There I was, running through the Great Mall of Milpitas and the clock was ticking. Just 4 days before Christmas and I was in hot pursuit of the Ultimate Gift! You know how every year the news media declares one toy as the hottest and the hardest to find, creating mass panic for shoppers everywhere? Cabbage Patch Kids. Beanie Babies. Tickle Me Elmo. They all paled in comparison to the ultimate gift I was chasing in December of 1993 – the Red Power Ranger action figure!
I had wasted two weeks running around to every mall in Northern California. I had Grandparents stationed at the back doors of Wal-Mart stores in the midwest. I spent every night calling classified ads listing 10 times the retail price, but each time I was just a little too late. I realized I was about to disappoint my 4-year old son Evan.
I tried to break the news gently. We sat down in front of a crackling fireplace, with the smell of warm sugar cookies in the air.
“Hey buddy… you know how you asked for a Red Power Ranger for Christmas?”
“Uh huh, I want it more than ANYTHING!”
“Well, Daddy and Mommy have been searching all over, and so many kids want power rangers, the stores have run out. Even Santa’s elves can’t make enough.”
He just stared at me.
“Evan, what I’m trying to say is… you probably WON’T get a Power Ranger in time for Christmas.”
He slowly looked over at the fire, and I fully expected him to start crying. Instead he turned back to me and said “That’s OK, Daddy, we’ll just make our own.” And then he ran upstairs…without even grabbing a cookie!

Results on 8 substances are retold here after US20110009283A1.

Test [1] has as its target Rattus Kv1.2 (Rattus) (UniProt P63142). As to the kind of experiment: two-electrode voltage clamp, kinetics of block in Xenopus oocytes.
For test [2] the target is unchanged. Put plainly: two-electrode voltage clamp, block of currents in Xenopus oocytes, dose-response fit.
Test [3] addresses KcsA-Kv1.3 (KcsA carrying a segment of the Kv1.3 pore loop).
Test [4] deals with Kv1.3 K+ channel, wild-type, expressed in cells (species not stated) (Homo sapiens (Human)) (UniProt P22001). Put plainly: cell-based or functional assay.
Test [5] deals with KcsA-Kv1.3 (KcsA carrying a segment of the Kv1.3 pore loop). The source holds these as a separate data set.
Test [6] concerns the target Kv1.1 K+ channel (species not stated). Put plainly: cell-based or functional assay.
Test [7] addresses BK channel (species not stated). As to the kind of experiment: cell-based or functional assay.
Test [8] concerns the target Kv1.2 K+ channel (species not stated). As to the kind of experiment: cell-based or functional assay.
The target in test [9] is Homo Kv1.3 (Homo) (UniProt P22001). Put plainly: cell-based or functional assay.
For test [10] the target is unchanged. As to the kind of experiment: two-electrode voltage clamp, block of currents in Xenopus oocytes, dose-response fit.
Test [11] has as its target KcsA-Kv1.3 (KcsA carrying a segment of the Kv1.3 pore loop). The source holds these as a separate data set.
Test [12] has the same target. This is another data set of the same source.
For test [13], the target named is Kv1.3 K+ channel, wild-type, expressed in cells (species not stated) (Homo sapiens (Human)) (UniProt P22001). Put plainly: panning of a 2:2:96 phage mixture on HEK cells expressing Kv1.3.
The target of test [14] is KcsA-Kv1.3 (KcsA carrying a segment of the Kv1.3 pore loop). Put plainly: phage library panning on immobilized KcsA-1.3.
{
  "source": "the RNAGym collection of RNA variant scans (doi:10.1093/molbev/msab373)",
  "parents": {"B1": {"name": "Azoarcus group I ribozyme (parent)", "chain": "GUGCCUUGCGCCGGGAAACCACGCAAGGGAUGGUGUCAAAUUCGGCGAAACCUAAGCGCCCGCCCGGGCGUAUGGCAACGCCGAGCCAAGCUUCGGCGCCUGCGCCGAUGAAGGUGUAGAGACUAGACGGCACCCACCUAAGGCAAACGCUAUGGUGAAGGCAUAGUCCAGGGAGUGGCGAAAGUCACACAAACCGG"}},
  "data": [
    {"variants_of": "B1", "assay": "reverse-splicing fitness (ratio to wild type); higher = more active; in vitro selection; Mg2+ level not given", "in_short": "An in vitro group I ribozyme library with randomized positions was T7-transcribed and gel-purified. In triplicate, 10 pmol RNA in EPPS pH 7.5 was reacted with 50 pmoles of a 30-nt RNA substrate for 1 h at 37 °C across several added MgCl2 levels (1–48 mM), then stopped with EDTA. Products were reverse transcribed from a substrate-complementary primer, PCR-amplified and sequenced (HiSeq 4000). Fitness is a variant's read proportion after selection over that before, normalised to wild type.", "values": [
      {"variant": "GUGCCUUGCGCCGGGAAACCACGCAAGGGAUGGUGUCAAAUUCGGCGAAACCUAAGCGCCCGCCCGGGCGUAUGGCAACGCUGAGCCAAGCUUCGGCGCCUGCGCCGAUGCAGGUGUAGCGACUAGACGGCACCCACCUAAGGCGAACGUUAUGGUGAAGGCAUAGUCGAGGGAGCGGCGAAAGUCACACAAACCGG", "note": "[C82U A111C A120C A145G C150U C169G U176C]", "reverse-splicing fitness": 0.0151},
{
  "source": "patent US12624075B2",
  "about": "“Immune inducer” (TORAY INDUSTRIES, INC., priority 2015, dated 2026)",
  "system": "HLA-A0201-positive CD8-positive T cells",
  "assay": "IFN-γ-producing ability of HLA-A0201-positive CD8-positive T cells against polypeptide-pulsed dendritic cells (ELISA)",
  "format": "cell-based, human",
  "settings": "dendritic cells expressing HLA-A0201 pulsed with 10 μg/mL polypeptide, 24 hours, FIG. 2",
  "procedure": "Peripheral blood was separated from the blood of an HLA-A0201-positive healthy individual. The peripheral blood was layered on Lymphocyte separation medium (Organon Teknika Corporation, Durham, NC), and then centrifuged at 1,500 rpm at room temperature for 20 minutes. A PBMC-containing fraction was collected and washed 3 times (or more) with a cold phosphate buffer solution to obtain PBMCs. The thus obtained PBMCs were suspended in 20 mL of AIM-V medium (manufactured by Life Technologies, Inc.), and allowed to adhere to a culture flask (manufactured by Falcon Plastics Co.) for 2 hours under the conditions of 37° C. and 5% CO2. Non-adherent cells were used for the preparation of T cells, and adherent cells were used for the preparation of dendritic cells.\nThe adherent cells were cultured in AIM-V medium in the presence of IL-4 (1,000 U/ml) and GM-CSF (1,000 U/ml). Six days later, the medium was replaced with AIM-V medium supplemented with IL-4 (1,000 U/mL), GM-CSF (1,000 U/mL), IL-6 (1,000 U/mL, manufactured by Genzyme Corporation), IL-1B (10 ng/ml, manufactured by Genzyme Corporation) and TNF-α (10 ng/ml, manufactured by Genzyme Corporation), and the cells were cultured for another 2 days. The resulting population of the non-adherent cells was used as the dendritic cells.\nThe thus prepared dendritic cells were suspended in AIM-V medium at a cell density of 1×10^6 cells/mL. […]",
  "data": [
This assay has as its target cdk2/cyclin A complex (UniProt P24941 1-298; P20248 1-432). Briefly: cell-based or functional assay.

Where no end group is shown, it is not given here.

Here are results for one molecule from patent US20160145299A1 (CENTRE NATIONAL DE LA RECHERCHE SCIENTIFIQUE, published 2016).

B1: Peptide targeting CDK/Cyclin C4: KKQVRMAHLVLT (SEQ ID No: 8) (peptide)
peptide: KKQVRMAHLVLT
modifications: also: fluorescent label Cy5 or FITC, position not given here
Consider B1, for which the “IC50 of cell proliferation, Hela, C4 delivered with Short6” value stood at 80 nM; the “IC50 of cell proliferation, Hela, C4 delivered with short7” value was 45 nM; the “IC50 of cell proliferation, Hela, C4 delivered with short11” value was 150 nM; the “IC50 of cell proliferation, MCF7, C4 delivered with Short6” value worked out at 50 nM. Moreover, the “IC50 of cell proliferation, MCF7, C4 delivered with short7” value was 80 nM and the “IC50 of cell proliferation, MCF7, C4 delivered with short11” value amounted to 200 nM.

I looked at my wife Carol, “Oh Lord the boy’s so upset, he’s lost it! You can’t just ‘MAKE’ a Power Ranger!!”
He came running downstairs 5 minutes later with a handful of markers and some white posterboard. He said, “Sit down Daddy. You draw the power rangers and I’ll color ‘em in!”
I had to admire his spirit! I drew all 5 Power Rangers in karate action poses, and he carefully colored them in – red, black, blue, yellow and pink. I cut out each one with a little base so it would stand up on its own. The whole project took just 30 minutes, and we made an entire set of Power Rangers… together.
He scooped them up, and started playing with them right away. No trace of disappointment at all. Lesson from a four year old – my time was worth more than any gift from a store.
Fast forward 15 years and Evan was going off to college. I was cleaning out his bedroom closet when I found the blue plastic tub filled with Power Ranger toys. Oh yes, he eventually got the whole set – quick change rangers with rotating torso, karate chop action and matching megazords!
But there in the middle of the tub were the 5 “posterboard” rangers that we made together. He never threw them away. It reminded me of the lesson he taught me about how I prioritized my time 15 years ago.
I believe you have more ways to give your time than you may realize… your knowledge, your experience, a shoulder to cry on. In the next couple of weeks, your moment of truth will come. Someone will ask for 30 minutes of you. Will you be able to set aside your search for the Red Ranger and spend time with that person who needs you?
YOUR time is worth so much more than any gift from a store.
(This post is an excerpt from a speech I originally presented in the 2009 Toastmasters international speech contest. I’m just resurrecting it here in time for Christmas.)